Difficulty: This number is indicative of how difficult it will be to find a block in accordance with the current target (256-bit number). For instance, it is quite difficult to generate a random number which is exactly equal to or lower than the target value. The way the difficulty is determined is by dividing the maximum target by the current target. Difficulty readjusts every two weeks on the Bitcoin blockchain. Some different difficulty readjustment periods as part of their consensus mechanism.
Nonce: The nonce, in a Bitcoin block, refers to a 32-bit field. The value is adjusted by miners so that the hash of the block will be less than or equal to the current target. Any change in the block data (e.g. the nonce) will make the block hash completely different. Because it is thought to be infeasible to predict which combination of bits will produce the correct hash, many nonce values are tried. This forces the hash to re-compute for each value until a hash less than or equal to the target is discovered.
Block reward: The block reward is currently at 12.5 BTC, meaning if you correctly add a block to the blockchain, you would be rewarded with 12.5 Bitcoin. The block reward is cut in half every four years. When Bitcoin first appeared, if you added a block to the open ledger, you would have been rewarded with 50 Bitcoin. In 2014, it was reduced to 25. It now currently sits at 12.5, and is set to be halved again in 2020.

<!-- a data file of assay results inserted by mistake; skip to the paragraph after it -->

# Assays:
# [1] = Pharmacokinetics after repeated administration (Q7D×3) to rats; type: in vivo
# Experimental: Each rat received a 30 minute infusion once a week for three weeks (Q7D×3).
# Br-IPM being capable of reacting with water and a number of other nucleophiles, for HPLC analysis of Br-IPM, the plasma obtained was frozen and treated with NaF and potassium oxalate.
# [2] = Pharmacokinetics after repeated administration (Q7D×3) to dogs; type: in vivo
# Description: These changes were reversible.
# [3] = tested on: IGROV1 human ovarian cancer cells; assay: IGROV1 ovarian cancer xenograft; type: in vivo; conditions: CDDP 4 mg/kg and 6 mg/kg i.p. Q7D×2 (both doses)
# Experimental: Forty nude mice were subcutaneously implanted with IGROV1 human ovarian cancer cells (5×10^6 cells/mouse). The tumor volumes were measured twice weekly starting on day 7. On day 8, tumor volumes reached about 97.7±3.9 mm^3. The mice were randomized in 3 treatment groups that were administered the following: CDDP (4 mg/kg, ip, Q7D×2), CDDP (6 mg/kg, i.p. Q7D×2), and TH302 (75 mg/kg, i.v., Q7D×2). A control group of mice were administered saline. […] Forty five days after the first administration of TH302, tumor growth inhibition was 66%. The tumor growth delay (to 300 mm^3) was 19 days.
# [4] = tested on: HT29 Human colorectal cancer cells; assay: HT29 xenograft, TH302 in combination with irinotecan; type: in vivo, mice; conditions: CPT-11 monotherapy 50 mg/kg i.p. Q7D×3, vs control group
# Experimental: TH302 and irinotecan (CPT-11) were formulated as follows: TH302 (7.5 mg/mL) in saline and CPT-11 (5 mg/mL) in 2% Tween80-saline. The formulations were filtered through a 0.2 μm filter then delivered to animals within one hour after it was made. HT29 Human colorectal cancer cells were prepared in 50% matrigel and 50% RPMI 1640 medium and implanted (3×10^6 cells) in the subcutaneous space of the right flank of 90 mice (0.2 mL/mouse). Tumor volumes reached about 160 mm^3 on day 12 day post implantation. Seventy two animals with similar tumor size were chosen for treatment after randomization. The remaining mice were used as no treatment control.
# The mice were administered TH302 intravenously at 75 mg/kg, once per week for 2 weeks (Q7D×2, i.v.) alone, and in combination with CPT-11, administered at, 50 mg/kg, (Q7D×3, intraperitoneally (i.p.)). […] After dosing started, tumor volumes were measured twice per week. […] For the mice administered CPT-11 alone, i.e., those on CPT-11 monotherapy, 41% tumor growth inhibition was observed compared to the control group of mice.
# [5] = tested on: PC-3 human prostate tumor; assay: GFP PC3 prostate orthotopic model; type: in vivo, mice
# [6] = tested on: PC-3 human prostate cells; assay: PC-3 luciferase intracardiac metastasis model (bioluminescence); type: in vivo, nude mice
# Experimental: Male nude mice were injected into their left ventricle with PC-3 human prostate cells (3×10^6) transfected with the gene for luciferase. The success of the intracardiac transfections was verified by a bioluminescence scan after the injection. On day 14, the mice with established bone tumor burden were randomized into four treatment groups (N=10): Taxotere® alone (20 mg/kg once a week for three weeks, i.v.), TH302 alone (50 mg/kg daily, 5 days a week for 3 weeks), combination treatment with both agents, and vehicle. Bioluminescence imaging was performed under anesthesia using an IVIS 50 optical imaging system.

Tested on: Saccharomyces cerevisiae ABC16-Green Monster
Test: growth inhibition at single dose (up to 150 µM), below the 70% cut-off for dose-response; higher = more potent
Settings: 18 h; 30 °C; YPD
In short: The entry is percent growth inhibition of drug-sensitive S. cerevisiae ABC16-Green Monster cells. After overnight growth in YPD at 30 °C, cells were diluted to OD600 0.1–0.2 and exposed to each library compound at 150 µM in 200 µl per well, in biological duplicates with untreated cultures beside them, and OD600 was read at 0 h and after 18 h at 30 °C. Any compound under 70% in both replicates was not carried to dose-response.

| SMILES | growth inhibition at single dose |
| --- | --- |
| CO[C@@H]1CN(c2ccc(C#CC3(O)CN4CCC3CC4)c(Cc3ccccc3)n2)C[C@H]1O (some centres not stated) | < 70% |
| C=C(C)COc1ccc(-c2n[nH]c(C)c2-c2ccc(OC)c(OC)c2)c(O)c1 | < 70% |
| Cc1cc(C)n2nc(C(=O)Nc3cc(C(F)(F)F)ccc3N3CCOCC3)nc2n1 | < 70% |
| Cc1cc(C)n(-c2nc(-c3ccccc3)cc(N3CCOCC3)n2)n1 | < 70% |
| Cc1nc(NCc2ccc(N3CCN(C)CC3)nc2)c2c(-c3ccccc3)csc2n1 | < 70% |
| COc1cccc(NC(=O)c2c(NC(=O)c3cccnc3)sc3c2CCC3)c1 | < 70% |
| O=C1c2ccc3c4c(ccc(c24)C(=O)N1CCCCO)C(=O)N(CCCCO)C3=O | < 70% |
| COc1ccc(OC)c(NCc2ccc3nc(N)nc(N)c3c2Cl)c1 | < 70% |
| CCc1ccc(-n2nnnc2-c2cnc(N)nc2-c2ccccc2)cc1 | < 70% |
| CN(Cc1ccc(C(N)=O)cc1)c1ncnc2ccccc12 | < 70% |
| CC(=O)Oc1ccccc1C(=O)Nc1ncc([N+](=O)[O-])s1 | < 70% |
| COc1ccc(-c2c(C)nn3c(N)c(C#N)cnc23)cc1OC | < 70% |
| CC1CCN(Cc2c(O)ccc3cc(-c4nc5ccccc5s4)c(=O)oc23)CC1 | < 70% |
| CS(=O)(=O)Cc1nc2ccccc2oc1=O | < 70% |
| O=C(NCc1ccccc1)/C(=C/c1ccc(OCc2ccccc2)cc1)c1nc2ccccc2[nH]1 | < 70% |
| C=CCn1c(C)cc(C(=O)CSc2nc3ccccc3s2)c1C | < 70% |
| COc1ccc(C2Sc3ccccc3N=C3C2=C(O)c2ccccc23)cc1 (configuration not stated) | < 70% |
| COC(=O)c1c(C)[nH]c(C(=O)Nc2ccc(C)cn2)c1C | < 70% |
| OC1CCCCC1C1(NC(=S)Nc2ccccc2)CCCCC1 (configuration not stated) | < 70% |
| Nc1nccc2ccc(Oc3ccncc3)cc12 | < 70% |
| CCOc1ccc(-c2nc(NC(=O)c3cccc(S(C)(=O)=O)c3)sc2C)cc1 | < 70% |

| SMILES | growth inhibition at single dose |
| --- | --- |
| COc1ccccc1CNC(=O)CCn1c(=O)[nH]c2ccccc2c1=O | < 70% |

Typically, Bitcoin miners will pool together and run software on the Bitcoin network from multiple nodes. This immediately demonstrates Bitcoin’s independence from state control, because there is no single entity controlling everything; it is distributed.
While it is all well and good understanding how Bitcoin functions as a decentralised movement, it does not fully explain the relationship with blockchain. Blockchain becomes an essential part of Bitcoin because of how public the records are. State controlled entities do not hold privilege over Bitcoin financial transactions – they can be freely viewed by the people.